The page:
Marigo Argenti was born on the 12th August 1891 and spent much of her childhood and later life at Picts Hill House. Her family was of Greek origin, her father was a London banker and the Argenti family divided their time between London and Turvey. In 1901 when she was nine Marigo started a diary, and this can be seen along with other family documents at Bedfordshire Archives. Its pages give a fascinating insight into the life of a child of a well-off family at the turn of the century, and provide an interesting contrast to Joseph Bell’s account of a poor family’s life in Turvey in the 1850’s.
In this, the first of two articles based on the diaries, Marigo’s writing is introduced and the routine of her life at Picts Hill and her relationships with some of the servants is described. This article mainly draws on entries in Marigo’s 1901 diary.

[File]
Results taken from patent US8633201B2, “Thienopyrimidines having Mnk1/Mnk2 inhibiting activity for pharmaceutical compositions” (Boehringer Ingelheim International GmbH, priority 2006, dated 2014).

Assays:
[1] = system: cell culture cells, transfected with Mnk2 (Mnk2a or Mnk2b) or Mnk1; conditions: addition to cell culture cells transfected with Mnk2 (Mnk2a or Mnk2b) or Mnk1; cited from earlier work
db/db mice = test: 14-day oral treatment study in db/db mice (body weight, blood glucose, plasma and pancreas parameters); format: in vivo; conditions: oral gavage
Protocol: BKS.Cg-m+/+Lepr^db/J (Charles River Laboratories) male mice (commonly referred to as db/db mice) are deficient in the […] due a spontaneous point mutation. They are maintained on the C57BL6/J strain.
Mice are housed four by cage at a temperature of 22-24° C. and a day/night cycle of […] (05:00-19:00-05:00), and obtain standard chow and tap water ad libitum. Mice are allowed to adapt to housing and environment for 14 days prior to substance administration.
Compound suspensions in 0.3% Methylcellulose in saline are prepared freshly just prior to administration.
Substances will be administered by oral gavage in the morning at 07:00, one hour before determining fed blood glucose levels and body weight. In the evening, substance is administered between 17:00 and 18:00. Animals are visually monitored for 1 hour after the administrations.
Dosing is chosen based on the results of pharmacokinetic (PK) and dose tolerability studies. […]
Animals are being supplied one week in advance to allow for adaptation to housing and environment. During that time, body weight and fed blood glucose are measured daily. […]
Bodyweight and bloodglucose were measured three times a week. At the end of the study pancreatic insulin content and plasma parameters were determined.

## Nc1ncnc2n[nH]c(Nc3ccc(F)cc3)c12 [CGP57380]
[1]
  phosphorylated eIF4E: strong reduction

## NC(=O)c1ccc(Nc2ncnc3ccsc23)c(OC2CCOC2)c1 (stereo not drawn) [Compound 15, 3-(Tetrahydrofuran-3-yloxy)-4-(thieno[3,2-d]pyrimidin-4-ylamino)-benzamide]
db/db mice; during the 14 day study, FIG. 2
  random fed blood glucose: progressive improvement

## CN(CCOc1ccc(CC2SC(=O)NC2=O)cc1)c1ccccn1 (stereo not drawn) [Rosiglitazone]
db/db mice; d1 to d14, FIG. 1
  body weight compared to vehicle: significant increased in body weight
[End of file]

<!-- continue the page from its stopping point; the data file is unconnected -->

The hardback diaries
Marigo wrote in her diary every day, initially in pencil and later in ink, underlining things that were especially important to her. She used large hardback diaries, themselves of historical interest. For example, the 1901 edition provided the purchaser with such valuable information as the dates of Oxford University terms and the tax payable for licences for a four-wheeled carriage and two horses, £2.2s (£2.10p), and for a male servant, 15s (75p)! A pound in 1901 would be worth about £124 in 2020. Licences were not required for female servants and were abolished for male servants in 1937.
Marigo’s 1902 ‘Boots Scribbling Diary’ carried reassuring adverts for various potions sold by ‘Boots Cash Chemist and Stationers’ – Gratton’s Gout and Rheumatic Pills which ‘contain no ‘narcotics’ whilst Baird’s Bilious and Liver Pills ‘make you feel that it is a pleasure to live’! The Boots stationers inform us that a London cab would cost 1s (5p) for up to two miles and a twelve word telegram 6d (2.5p). A table of wage rates is illuminating in that it ranges from 2s 6d (12.5p) to £5.